Édition/Forme/Expérimentation : Rethinking the book

Édition/Forme/Expérimentation
Galerie UQO
Gatineau
February 24 –
March 24 2016


 

The Jean-Pierre-Latour Prize

Created in 2006 in memory of Jean-Pierre Latour (1951-2005), the Jean-Pierre-Latour Prize is awarded yearly to a graduate or under-graduate student studying at École Multidisciplinaire de l’images (ÉMI) in order to encourage the development of critical thought in writing a text related to practices of art and museology. Jean-Pierre Latour was an art critic and a part-time teacher at ÉMI from 1985 to 2005, and from 2000 to 2005, he was also a member of the editorial committee of ESPACE sculpture magazine, now called ESPACE art actuel, which in 2009, published the posthumous work Jean-Pierre Latour, critique d’art : voir et comprendre. When this first text was published, ÉMI and the part-time teacher’s union of Université de Québec en Outaouais, who award this prize, entered into a partnership with ESPACE, which has resulted in the prize-winning text being published in the magazine each year.

 

In this era when contemporary art is becoming acquainted with graphic design and adopting the tools of digital production, dissemination and distribution, Édition/Forme/Expérimentation considers the book as a creative medium that asserts its material and aesthetic form, and seeks to foster real exchange between various artistic practices. To this end, the exhibition features over 60 experimental publications from Québec and international publishers, designers and artists. Conceived of by Collectif Blanc, a Montreal-based curatorial platform Marie Tourigny and Catherine Métayer co-founded in 2013, the exhibition was presented in Gatineau from February 24 to March 24, 2016, at Galerie UQO at the Université du Québec en Outaouais. This brand-new gallery space, inaugurated in September 2015, supports and promotes the research, development and production of contemporary art on a local and international level. As such, Édition/Forme/ Expérimentation fits squarely within its mandate. The exhibition was recently presented at the Toronto Art Book Fair from June 16 to 19, 2016 and will travel to Montreal in the fall.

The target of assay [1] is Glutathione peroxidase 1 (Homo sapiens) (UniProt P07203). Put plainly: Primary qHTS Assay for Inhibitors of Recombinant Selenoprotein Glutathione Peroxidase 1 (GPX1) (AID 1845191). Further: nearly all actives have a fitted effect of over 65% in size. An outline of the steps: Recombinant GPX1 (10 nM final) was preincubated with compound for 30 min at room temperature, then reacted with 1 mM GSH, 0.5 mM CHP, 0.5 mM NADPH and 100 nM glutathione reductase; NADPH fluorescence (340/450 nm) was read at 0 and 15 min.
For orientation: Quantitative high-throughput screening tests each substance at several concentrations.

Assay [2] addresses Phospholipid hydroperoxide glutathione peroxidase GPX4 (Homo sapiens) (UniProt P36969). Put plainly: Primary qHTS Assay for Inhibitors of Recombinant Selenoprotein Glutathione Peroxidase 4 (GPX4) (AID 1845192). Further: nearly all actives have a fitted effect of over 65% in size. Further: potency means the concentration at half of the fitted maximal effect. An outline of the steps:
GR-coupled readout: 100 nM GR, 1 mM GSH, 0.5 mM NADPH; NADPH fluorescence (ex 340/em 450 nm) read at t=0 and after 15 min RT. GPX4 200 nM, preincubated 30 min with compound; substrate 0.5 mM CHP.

The exhibition presents a multi-faceted look at the book from the viewpoint of printers, designers and artists. Each work examines the book as a veritable creative medium, which, through its form or content, can deliver a truly artistic, aesthetic and at times a political message. By experimenting with form and pushing the boundaries of its material aspects such as format, structure and even the number of volumes, the book is considered and re-considered through various artistic approaches.